Even though he’s very well-mannered and generous, Tiger has always behaved in a manner that is distinctly different from Pumpkin’s, and more or less typical of “boys”.  There’s a lot more energy and excitement with the simplest of activities.  There’s a lot more need to keep him busy and entertained.  Even when he plays with “Pumpkin didi’s” toys, he plays with them differently. 

It’s not just the fact that having two kids is ten times more work than having one child!  It’s also the fact that our second one is a boy!  So, it was only a matter of time before his boundless energy was going to be the cause of an injury.  And, that day came last week.

I was at home playing with Tiger, while BossLady and Pumpkin were out on some errands.  Suddenly, out of nowhere, he decided to jump off the edge off our bed… 

His face hit the edge of the dressing table near his lip and left a big gash.

The next half hour or so went by in a flash.  He burst into tears. I rushed him to the washroom and put some ice on his wound.  Till the bleeding stopped, I couldn’t really tell if it was just the outside of his face or he’d even lost some teeth.  After a few minutes, it became clear that it was his lip. 

The gash was about half an inch, and deep.  It was bleeding for a good 20 minutes or so.  I keep on putting ice and tried to keep him distracted with a new toy, but I knew that the wound would hurt, and so would the ice.  I’m not very good at the sight of blood, but there was no one else around. 

Eventually, the bleeding stopped.  BossLady and Pumpkin returned home.  We assessed the wound and decided that it would need not stitches.  Some ultra-fast, ultra-effective homeopathic doses later, the open wound began to close up.

We both heaved a small sigh of relief, knowing fully well that this was just the first of many more exciting episodes in the years to come…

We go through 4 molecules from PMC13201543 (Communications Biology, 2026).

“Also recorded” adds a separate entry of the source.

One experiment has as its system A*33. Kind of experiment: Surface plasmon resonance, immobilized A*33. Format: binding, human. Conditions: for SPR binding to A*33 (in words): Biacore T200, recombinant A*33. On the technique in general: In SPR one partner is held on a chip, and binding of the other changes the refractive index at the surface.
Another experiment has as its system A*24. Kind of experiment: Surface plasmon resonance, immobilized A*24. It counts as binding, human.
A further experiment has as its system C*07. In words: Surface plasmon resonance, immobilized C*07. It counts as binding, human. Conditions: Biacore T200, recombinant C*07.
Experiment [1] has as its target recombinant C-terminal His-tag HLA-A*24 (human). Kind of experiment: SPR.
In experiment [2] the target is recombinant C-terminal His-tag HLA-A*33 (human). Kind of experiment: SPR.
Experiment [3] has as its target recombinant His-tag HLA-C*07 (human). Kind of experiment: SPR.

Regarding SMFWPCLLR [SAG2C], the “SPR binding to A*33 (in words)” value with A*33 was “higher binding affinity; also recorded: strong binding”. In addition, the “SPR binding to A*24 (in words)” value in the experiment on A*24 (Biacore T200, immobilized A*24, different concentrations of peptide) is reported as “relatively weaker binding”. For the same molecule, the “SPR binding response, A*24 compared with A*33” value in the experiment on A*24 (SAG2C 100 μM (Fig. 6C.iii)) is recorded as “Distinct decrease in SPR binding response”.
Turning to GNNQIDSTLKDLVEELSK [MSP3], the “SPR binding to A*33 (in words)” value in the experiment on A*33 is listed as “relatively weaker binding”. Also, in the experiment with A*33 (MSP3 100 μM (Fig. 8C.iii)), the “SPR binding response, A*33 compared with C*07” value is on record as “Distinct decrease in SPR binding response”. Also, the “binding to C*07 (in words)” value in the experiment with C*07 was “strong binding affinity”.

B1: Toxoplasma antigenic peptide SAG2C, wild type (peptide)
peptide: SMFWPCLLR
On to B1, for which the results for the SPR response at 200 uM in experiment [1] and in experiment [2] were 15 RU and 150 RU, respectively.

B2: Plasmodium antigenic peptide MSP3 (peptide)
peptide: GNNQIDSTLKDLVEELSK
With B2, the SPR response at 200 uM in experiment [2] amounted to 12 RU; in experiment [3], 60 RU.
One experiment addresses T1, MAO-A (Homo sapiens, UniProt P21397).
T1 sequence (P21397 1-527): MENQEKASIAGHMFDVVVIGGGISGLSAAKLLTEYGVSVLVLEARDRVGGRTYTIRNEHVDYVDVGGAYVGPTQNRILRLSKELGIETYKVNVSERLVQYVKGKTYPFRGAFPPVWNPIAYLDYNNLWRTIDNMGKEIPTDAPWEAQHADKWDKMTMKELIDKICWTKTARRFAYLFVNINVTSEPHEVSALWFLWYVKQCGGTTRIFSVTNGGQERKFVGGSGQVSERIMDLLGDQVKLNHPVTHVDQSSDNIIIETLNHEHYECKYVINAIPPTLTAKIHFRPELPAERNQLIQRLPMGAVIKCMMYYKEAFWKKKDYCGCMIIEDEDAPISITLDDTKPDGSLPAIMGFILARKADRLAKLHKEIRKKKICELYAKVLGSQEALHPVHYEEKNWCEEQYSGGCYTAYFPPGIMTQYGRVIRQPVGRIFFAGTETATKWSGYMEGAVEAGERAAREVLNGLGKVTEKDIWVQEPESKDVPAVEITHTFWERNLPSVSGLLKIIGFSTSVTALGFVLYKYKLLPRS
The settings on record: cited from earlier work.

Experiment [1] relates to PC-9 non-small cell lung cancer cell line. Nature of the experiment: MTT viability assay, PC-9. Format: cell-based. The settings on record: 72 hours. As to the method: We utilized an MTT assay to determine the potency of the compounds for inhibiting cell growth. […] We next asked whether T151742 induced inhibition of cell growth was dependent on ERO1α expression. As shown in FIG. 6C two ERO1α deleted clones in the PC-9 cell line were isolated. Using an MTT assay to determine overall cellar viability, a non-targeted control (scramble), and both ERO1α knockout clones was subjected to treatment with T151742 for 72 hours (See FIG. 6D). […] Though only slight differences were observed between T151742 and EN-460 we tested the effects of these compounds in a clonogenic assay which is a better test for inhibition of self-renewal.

Before vs After

An interesting post from MetroDad sparks off a series of thoughts.  In it, MD quotes a passage from one of the books presently helping him with his insomnia… 

“I have a thing for Dickens. I’m reading his letters at the moment. There are 12 volumes of them, and each one is several hundred pages long. If he’d only written letters, he’d have had a pretty productive life, but he didn’t only write letters. There are four volumes of his journalism. He edited a couple of magazines. He squeezed in an unconventional love life, and a few rewarding friendships. Am I forgetting anything? Oh, yeah: a dozen of the greatest novels in the English language. He’s pretty much the one guy whose life you could look at and think, man, he didn’t mess around.

But there aren’t many people like old Charles. Most humans don’t get to do work that’s going to last. They sell shower curtain rings, like the John Candy character in that movie. (I mean the rings might last. But they’re probably not what people talk about after you’ve gone.) So it’s not about what you do. It can’t be, can it? It has to be about how you are, how you love, how you treat yourself and those around you, and that’s where I get eaten up.”

He goes on to write about how a certain amount of introspection and fantasizing can actually be a good thing…